Biochemical and genetic studies have demonstrated that the IKK complex is critical for NF-κB activation induced by LPS and proinflammatory cytokines. The IKK complex is mainly composed of two catalytic subunits, IKKα and IKKβ, and IKKγ (also known as NF-κB essential modulator), a scaffold molecule without known catalytic activity (4). Gene depletion studies demonstrate that IKKβ, but not IKKα, plays an essential role in NF-κB activation mediated by LPS and proinflammatory cytokines (5, 6, 7, 8, 9). Although IKKγ appears to lack catalytic function, it plays a critical role in assembling the IKK complex. Gene knockout experiments have demonstrated that IKKγ is essential for IKK activation induced by proinflammatory cytokines and LPS (4, 10, 11, 12, 13). Importantly, mutations in the human IKKγ locus have been found to be responsible for a human X-linked genetic disorder known as incontinentia pigmenti (IP), an X-linked dominant and male-lethal disorder (14).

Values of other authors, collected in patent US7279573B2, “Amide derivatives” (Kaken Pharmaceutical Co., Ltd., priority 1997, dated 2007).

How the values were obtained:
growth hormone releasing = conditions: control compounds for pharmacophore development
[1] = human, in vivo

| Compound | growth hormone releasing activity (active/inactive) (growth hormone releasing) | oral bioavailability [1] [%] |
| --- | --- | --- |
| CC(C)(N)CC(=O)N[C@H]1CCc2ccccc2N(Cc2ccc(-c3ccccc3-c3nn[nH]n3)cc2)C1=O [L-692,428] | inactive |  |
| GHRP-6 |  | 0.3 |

IKKγ contains several predicted functional domains, including two coiled-coil regions that are separated by α helices, a leucine zipper motif and a putative zinc finger domain at the C terminus. The C terminus of IKKγ has been found to play a regulatory role in IKK activation (4, 10, 11, 12, 13, 14). Recently, Doffinger et al. (15) reported that mutations at the C terminus of IKKγ were associated with human anhydrotic ectodermal dysplasia with immunodeficiency (EDA-ID). They demonstrated that stop codon mutations at IKKγ caused EDA-ID with osteopetrosis and lymphoedema by inhibiting NF-κB signaling. In addition, some EDA-ID patients also had the C417R missense mutation at the zinc finger domain of IKKγ. Jain et al. (16) identified that the C417R mutation is associated with a human genetic disease called X-linked primary immunodeficiency, characterized by hyperimmunoglobulin M syndrome and hypohydrotic ectodermal dysplasia (XHM-ED). C417 is a predicted key residue for maintaining the C-terminal zinc finger motif structure of IKKγ. Because NF-κB plays a critical role in immune responses, Jain et al. (16) examined whether the IKKγC417R mutant modified NF-κB activation mediated by LPS, TNF, and CD40 ligand (CD40L). They found that CD40L could not activate NF-κB in the cells derived from the affected patients, whereas LPS- and TNF-mediated NF-κB signaling was intact. However, paradoxically, TNF secretion by these cells was significantly reduced following treatments with LPS and IFN γ, both of which are well-known activators of NF-κB.